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Researcher Bypasses Windows UAC by Spoofing Trusted Directory

A security researcher from Tenable, Inc. recently discovered that it is possible to bypass Windows’ User Account Control (UAC) by spoofing the execution path of a file in a trusted directory. 

Although Microsoft doesn’t consider UAC a security boundary, the feature still brings additional security benefits. UAC alerts users in the Administrators group when a program attempts to run with elevated privileges, so that the user can confirm the action.

However, the UAC prompt does not appear for all administrative executables on Windows, as some programs can auto-elevate, thus bypassing UAC. However, Windows has a series of additional security checks in place to ensure that only a select group of trusted executables can auto-elevate. 

Even so, the approach can be abused to bypass UAC, and Tenable’s David Wells recently discovered a new technique that leverages this functionality to ensure that no UAC prompt is displayed when a rogue executable runs. 

Executables that can auto-elevate need to be already configured for auto-elevation (in which case an “autoElevate” key exists for that file), to be properly signed, and to run from a Trusted Directory, such as “C:\Windows\System32,” the security researcher explains

The researcher discovered that, in one of the checks it performs to ensure the executable can auto-elevate, Appinfo.dll (AIS) calls the RtlPrefixUnicodeString API and verifies that the target executable path begins with “C:\Windows\System32\.”

He was able to create a directory called “C:\Windows \” (it has a space after “Windows”) by using the CreateDirectory API and prepending a “\\?\” to the directory name (to bypass naming filter rules in Windows) and then created a “System32” directory in it.

Next, he copied a signed, auto elevating executable from the real “C:\Windows\System32”, and, by analyzing the manner in which Windows handles its execution, discovered that no UAC prompt is triggered.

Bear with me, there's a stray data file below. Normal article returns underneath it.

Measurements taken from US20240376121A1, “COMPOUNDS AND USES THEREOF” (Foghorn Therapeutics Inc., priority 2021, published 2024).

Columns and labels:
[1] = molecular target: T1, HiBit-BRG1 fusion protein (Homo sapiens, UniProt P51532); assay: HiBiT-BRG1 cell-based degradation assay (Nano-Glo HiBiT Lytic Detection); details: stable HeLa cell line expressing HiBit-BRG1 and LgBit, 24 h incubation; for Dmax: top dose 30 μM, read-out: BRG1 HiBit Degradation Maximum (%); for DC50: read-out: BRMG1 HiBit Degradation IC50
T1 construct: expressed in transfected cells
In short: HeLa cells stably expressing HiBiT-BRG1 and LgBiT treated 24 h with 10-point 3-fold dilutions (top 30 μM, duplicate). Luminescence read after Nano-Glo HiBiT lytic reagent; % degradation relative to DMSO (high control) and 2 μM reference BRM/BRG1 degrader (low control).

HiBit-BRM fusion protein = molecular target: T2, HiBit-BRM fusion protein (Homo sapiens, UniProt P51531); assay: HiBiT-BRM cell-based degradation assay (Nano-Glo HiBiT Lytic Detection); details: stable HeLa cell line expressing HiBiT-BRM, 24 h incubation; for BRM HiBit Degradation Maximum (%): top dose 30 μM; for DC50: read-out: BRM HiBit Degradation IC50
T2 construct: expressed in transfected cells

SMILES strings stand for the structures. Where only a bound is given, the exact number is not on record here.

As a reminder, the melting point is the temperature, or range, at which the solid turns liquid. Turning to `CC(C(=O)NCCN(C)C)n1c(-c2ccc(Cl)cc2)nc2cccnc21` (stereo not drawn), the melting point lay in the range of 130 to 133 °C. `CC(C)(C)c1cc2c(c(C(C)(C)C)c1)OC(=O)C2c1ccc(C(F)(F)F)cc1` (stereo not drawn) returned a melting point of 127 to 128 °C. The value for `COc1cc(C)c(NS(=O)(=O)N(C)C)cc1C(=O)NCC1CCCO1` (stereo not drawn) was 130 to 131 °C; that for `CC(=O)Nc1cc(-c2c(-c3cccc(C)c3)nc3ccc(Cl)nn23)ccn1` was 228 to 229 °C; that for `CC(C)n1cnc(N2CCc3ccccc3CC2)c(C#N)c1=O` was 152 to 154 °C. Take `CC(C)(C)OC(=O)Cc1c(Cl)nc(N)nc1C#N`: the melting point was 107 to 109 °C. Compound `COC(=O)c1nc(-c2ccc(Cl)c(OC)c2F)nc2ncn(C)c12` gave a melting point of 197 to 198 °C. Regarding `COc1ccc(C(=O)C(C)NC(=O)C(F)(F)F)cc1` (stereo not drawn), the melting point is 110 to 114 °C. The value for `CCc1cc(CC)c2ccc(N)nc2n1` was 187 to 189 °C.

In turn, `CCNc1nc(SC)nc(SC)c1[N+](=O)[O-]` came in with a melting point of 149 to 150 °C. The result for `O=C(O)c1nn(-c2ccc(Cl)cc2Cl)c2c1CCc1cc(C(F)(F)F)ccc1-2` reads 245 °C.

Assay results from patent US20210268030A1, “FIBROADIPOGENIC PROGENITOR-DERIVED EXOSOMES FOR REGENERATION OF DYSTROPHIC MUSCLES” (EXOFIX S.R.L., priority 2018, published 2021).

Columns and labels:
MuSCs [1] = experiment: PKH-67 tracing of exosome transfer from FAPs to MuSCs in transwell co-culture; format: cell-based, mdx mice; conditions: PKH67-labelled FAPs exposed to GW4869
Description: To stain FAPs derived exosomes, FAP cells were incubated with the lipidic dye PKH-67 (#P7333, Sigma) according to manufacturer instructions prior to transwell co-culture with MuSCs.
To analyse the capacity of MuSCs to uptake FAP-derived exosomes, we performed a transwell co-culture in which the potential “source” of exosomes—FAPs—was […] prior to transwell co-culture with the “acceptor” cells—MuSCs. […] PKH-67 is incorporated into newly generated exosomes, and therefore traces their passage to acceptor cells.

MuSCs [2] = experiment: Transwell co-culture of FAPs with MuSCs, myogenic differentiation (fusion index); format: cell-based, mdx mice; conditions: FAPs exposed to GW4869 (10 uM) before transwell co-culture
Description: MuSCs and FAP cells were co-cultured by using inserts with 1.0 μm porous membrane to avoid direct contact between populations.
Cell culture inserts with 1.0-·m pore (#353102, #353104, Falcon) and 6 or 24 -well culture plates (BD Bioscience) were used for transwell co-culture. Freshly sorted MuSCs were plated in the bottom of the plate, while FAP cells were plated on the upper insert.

When “C:\Windows \System32\winSAT.exe” is executed, Appinfo.dll passes it to the GetLongPathNameW API, which converts it back to “C:\Windows\System32\winSAT.exe,” removing the additional space after Windows. Next, the trusted directory checks are performed against this converted string.

“The beauty is that after the trusted directory check is done with this converted path string, it is then freed, and rest of checks (and final elevated execution request) are done with the original executable path name (with the trailing space). This allows all other checks to pass and results in appinfo.dll spawning my winSAT.exe copy as auto elevated (since it is both properly signed and whitelisted for auto elevation),” the researcher notes.

The researcher also notes that he was able to elevate attacker code by dropping a fake WINMM.dll (imported by winSAT.exe) in the spoofed “C:\Windows\System32\” directory, for a local dll hijack. The researcher also published proof-of-concept code for this UAC bypass technique. 

Related: App Paths Used to Bypass User Account Control in Windows 10

Related: Windows UAC Bypassed Using Event Viewer

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